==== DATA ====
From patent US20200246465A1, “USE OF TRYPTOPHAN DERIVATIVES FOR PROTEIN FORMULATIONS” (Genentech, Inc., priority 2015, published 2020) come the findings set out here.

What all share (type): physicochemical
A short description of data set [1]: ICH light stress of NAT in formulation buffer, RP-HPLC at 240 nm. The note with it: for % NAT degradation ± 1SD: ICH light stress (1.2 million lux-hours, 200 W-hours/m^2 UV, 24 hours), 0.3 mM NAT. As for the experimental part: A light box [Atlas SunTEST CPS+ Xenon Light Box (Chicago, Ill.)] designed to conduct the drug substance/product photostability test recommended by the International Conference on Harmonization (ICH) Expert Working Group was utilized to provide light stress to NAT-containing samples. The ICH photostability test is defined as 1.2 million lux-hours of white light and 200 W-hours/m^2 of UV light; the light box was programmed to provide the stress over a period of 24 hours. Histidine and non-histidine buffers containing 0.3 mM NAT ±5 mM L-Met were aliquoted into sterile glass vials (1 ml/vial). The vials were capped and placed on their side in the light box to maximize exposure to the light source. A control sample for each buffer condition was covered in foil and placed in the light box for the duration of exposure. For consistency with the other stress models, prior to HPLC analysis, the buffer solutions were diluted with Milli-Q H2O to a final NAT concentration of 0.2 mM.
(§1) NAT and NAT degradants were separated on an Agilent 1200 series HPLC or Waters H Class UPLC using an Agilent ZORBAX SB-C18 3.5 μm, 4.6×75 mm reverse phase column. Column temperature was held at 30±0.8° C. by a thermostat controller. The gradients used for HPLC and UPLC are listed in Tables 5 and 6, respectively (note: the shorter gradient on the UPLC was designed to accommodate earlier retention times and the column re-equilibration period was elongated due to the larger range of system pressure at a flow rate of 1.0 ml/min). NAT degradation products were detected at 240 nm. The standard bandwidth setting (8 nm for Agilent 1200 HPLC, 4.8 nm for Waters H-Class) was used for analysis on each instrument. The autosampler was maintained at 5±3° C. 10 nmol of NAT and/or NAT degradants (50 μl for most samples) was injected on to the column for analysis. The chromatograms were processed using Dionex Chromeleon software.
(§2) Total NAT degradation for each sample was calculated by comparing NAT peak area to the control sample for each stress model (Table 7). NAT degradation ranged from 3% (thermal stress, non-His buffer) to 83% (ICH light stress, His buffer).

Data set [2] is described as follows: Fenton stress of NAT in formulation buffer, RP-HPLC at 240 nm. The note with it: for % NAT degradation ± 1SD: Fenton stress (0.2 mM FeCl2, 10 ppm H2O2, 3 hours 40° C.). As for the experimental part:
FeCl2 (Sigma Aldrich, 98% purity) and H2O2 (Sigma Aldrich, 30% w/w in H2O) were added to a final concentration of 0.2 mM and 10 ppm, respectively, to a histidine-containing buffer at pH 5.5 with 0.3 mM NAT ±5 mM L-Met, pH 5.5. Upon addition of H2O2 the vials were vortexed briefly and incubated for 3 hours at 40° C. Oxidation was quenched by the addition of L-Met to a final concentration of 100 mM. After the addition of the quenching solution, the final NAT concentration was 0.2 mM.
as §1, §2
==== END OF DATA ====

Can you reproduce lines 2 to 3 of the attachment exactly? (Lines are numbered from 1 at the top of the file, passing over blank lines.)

What all share (type): physicochemical
A short description of data set [1]: ICH light stress of NAT in formulation buffer, RP-HPLC at 240 nm. The note with it: for % NAT degradation ± 1SD: ICH light stress (1.2 million lux-hours, 200 W-hours/m^2 UV, 24 hours), 0.3 mM NAT. As for the experimental part: A light box [Atlas SunTEST CPS+ Xenon Light Box (Chicago, Ill.)] designed to conduct the drug substance/product photostability test recommended by the International Conference on Harmonization (ICH) Expert Working Group was utilized to provide light stress to NAT-containing samples. The ICH photostability test is defined as 1.2 million lux-hours of white light and 200 W-hours/m^2 of UV light; the light box was programmed to provide the stress over a period of 24 hours. Histidine and non-histidine buffers containing 0.3 mM NAT ±5 mM L-Met were aliquoted into sterile glass vials (1 ml/vial). The vials were capped and placed on their side in the light box to maximize exposure to the light source. A control sample for each buffer condition was covered in foil and placed in the light box for the duration of exposure. For consistency with the other stress models, prior to HPLC analysis, the buffer solutions were diluted with Milli-Q H2O to a final NAT concentration of 0.2 mM.